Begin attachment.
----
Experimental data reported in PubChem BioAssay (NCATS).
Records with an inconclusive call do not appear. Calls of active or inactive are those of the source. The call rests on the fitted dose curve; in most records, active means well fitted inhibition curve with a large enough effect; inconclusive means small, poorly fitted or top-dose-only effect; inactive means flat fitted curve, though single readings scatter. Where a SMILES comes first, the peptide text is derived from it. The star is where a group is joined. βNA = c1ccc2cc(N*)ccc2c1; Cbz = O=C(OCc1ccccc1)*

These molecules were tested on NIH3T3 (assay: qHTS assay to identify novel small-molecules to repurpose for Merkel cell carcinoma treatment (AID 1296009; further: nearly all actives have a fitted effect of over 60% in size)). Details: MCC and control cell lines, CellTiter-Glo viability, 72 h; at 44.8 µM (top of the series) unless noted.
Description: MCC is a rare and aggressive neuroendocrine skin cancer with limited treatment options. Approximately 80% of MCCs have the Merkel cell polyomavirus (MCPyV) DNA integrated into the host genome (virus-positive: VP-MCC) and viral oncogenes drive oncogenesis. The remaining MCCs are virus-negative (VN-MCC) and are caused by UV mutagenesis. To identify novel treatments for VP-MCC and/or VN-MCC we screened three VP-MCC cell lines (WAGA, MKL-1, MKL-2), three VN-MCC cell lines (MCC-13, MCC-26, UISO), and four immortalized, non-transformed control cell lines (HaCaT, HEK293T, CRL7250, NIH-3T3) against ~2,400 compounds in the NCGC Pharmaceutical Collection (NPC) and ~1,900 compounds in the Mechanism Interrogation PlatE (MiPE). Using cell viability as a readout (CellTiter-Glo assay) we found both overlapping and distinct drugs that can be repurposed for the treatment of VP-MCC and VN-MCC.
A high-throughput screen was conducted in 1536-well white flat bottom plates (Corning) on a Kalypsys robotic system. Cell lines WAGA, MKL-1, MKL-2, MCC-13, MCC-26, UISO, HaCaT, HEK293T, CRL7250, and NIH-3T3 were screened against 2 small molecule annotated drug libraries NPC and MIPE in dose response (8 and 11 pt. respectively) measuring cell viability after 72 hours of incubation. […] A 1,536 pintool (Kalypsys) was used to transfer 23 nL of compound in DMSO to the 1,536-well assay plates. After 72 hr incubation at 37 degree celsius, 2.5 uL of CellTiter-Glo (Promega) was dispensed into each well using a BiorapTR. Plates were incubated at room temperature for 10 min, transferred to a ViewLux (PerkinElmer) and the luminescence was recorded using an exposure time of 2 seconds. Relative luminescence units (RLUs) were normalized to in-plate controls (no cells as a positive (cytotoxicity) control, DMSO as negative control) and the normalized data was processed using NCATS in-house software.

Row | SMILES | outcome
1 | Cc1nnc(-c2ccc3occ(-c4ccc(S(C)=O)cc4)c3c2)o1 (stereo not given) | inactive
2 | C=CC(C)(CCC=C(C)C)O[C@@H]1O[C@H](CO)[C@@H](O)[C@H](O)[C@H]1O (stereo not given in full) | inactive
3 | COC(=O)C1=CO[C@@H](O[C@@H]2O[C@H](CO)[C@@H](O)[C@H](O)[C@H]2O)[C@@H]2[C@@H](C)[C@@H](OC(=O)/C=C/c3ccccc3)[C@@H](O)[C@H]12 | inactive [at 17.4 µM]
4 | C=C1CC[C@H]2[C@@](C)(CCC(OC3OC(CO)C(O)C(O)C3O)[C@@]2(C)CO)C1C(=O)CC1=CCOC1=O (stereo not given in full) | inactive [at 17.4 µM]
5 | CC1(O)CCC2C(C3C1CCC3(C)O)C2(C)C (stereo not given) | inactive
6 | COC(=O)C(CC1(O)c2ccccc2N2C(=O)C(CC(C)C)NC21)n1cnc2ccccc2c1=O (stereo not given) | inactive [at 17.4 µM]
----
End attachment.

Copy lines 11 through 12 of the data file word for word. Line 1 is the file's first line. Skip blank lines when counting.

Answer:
5 | CC1(O)CCC2C(C3C1CCC3(C)O)C2(C)C (stereo not given) | inactive
6 | COC(=O)C(CC1(O)c2ccccc2N2C(=O)C(CC(C)C)NC21)n1cnc2ccccc2c1=O (stereo not given) | inactive [at 17.4 µM]